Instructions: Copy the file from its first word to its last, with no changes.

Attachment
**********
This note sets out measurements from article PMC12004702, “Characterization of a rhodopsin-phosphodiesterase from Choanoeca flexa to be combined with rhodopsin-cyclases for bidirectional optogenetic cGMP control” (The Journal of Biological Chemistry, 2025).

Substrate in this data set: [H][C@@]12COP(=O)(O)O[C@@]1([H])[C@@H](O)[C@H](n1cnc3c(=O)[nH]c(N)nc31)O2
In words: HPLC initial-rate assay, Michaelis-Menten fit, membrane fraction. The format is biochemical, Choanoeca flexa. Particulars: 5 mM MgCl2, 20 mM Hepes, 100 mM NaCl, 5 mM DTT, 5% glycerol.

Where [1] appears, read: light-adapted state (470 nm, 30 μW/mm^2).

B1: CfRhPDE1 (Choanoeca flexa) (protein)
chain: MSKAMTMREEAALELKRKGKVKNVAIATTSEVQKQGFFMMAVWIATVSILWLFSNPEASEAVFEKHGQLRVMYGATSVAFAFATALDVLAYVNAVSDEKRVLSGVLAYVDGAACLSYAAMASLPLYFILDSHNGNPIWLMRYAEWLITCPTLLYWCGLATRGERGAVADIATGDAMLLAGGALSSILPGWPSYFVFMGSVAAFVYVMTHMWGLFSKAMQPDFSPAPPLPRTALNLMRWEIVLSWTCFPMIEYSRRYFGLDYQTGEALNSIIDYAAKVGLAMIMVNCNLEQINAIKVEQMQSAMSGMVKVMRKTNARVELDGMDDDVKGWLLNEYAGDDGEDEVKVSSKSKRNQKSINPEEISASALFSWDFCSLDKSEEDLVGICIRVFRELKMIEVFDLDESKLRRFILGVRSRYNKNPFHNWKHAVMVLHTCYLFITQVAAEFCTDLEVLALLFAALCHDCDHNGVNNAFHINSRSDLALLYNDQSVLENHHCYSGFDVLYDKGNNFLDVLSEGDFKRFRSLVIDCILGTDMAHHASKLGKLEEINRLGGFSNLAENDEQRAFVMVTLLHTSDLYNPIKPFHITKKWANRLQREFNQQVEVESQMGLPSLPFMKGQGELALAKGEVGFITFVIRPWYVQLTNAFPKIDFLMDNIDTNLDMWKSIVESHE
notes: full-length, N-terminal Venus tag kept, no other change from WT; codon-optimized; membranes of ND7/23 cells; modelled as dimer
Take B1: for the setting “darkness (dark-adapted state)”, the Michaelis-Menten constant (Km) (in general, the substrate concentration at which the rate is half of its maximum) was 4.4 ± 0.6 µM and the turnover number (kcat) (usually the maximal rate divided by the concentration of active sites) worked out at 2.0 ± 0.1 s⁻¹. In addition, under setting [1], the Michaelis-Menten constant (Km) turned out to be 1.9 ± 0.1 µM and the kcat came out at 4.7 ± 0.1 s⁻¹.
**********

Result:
This note sets out measurements from article PMC12004702, “Characterization of a rhodopsin-phosphodiesterase from Choanoeca flexa to be combined with rhodopsin-cyclases for bidirectional optogenetic cGMP control” (The Journal of Biological Chemistry, 2025).

Substrate in this data set: [H][C@@]12COP(=O)(O)O[C@@]1([H])[C@@H](O)[C@H](n1cnc3c(=O)[nH]c(N)nc31)O2
In words: HPLC initial-rate assay, Michaelis-Menten fit, membrane fraction. The format is biochemical, Choanoeca flexa. Particulars: 5 mM MgCl2, 20 mM Hepes, 100 mM NaCl, 5 mM DTT, 5% glycerol.

Where [1] appears, read: light-adapted state (470 nm, 30 μW/mm^2).

B1: CfRhPDE1 (Choanoeca flexa) (protein)
chain: MSKAMTMREEAALELKRKGKVKNVAIATTSEVQKQGFFMMAVWIATVSILWLFSNPEASEAVFEKHGQLRVMYGATSVAFAFATALDVLAYVNAVSDEKRVLSGVLAYVDGAACLSYAAMASLPLYFILDSHNGNPIWLMRYAEWLITCPTLLYWCGLATRGERGAVADIATGDAMLLAGGALSSILPGWPSYFVFMGSVAAFVYVMTHMWGLFSKAMQPDFSPAPPLPRTALNLMRWEIVLSWTCFPMIEYSRRYFGLDYQTGEALNSIIDYAAKVGLAMIMVNCNLEQINAIKVEQMQSAMSGMVKVMRKTNARVELDGMDDDVKGWLLNEYAGDDGEDEVKVSSKSKRNQKSINPEEISASALFSWDFCSLDKSEEDLVGICIRVFRELKMIEVFDLDESKLRRFILGVRSRYNKNPFHNWKHAVMVLHTCYLFITQVAAEFCTDLEVLALLFAALCHDCDHNGVNNAFHINSRSDLALLYNDQSVLENHHCYSGFDVLYDKGNNFLDVLSEGDFKRFRSLVIDCILGTDMAHHASKLGKLEEINRLGGFSNLAENDEQRAFVMVTLLHTSDLYNPIKPFHITKKWANRLQREFNQQVEVESQMGLPSLPFMKGQGELALAKGEVGFITFVIRPWYVQLTNAFPKIDFLMDNIDTNLDMWKSIVESHE
notes: full-length, N-terminal Venus tag kept, no other change from WT; codon-optimized; membranes of ND7/23 cells; modelled as dimer
Take B1: for the setting “darkness (dark-adapted state)”, the Michaelis-Menten constant (Km) (in general, the substrate concentration at which the rate is half of its maximum) was 4.4 ± 0.6 µM and the turnover number (kcat) (usually the maximal rate divided by the concentration of active sites) worked out at 2.0 ± 0.1 s⁻¹. In addition, under setting [1], the Michaelis-Menten constant (Km) turned out to be 1.9 ± 0.1 µM and the kcat came out at 4.7 ± 0.1 s⁻¹.